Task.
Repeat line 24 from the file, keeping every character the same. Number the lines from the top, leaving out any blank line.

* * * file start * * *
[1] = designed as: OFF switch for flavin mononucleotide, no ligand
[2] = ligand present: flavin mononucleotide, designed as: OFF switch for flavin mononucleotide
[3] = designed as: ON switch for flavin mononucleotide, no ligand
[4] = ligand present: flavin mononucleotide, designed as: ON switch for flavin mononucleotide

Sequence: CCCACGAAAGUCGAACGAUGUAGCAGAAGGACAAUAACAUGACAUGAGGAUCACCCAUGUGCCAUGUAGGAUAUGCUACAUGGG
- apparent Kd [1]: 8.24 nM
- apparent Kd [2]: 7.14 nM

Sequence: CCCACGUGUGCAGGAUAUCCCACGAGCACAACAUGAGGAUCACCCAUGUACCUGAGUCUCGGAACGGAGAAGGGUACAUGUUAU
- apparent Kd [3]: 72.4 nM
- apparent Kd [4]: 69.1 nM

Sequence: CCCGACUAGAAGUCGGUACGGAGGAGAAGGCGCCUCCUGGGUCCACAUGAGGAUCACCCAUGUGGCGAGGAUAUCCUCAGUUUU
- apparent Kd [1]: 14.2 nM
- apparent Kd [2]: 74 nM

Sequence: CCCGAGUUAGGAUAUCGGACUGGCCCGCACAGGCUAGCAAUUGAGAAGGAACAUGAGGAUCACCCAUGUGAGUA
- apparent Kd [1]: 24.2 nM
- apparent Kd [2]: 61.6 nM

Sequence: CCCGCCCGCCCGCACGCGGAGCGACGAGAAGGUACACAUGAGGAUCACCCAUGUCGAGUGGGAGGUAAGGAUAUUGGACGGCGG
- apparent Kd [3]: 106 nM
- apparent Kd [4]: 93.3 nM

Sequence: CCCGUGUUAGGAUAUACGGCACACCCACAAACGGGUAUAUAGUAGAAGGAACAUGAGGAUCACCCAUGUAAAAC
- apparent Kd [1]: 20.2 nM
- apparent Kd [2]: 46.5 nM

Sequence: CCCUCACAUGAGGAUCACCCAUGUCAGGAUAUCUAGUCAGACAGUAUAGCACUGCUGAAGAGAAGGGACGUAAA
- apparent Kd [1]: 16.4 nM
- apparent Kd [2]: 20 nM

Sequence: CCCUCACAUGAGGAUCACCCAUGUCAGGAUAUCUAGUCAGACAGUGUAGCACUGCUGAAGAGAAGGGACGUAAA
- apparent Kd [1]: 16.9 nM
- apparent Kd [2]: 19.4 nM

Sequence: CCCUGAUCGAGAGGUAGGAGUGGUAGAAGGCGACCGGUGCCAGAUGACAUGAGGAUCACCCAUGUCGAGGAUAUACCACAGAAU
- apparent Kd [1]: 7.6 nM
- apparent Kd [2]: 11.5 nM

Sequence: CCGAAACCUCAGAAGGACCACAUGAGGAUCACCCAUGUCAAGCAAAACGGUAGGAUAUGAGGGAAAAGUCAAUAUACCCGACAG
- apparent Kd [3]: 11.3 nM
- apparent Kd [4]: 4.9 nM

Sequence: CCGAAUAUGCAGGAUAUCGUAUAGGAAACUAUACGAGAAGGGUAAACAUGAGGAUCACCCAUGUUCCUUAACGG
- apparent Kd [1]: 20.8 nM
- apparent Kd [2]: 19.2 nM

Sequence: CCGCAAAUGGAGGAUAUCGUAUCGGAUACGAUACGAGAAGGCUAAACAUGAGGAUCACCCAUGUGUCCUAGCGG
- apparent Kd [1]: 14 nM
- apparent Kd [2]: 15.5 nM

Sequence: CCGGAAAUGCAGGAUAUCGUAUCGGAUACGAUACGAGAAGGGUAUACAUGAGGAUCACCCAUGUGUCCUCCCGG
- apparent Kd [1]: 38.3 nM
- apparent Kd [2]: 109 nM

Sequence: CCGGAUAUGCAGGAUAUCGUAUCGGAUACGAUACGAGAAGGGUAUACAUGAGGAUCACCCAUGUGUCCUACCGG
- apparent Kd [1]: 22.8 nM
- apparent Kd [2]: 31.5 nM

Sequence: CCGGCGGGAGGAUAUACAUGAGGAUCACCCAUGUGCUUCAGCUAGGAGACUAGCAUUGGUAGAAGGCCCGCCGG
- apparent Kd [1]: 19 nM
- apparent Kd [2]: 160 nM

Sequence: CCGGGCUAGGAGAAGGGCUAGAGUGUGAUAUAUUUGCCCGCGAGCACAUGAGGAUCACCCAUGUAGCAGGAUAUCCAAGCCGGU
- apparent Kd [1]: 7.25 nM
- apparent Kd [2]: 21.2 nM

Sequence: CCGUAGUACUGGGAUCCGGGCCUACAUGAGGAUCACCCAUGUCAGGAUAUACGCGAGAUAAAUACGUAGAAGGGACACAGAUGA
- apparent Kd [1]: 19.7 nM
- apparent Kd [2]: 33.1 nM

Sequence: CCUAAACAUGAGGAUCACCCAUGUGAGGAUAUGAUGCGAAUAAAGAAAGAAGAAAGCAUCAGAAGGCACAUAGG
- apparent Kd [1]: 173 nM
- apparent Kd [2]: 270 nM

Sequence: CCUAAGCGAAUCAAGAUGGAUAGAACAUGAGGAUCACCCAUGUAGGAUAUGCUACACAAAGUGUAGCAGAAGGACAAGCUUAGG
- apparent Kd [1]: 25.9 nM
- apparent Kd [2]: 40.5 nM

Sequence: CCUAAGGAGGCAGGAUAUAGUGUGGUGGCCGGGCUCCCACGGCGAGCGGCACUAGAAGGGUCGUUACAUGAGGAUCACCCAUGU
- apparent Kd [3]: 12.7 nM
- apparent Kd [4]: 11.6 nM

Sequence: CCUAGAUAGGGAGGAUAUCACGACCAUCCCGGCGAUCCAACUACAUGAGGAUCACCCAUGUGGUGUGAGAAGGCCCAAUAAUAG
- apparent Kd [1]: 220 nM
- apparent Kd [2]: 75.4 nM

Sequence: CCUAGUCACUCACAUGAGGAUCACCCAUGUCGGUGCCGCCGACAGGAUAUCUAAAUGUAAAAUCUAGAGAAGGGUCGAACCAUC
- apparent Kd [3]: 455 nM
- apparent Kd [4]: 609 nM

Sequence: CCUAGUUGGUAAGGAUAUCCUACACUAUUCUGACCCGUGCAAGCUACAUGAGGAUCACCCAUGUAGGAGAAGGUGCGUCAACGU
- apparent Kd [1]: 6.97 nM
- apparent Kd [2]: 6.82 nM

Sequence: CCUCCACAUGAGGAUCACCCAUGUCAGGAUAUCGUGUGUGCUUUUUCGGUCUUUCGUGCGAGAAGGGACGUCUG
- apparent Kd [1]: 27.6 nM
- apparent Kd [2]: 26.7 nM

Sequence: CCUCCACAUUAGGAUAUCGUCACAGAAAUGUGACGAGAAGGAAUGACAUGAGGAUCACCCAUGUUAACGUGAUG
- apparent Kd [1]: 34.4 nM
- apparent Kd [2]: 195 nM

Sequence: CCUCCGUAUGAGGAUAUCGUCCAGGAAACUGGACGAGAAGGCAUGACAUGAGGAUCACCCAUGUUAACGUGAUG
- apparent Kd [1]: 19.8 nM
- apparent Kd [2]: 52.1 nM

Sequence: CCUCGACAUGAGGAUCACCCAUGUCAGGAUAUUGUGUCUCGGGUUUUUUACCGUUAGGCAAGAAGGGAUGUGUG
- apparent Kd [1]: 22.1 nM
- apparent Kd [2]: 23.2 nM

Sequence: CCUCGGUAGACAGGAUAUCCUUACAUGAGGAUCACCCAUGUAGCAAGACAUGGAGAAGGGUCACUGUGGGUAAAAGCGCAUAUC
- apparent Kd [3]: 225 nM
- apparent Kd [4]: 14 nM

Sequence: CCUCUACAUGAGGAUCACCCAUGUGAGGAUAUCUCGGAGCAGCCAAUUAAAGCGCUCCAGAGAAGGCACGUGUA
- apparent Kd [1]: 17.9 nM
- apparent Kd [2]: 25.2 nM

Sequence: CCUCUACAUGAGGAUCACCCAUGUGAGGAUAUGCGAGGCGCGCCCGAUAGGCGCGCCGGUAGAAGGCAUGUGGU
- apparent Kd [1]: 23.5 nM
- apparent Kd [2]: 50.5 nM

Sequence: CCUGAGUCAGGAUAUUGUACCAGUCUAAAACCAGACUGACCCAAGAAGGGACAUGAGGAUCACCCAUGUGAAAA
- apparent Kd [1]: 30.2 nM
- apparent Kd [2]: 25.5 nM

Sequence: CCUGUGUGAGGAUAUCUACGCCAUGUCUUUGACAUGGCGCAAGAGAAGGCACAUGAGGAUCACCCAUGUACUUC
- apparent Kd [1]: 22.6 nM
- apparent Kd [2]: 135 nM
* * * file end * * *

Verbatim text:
- apparent Kd [1]: 16.4 nM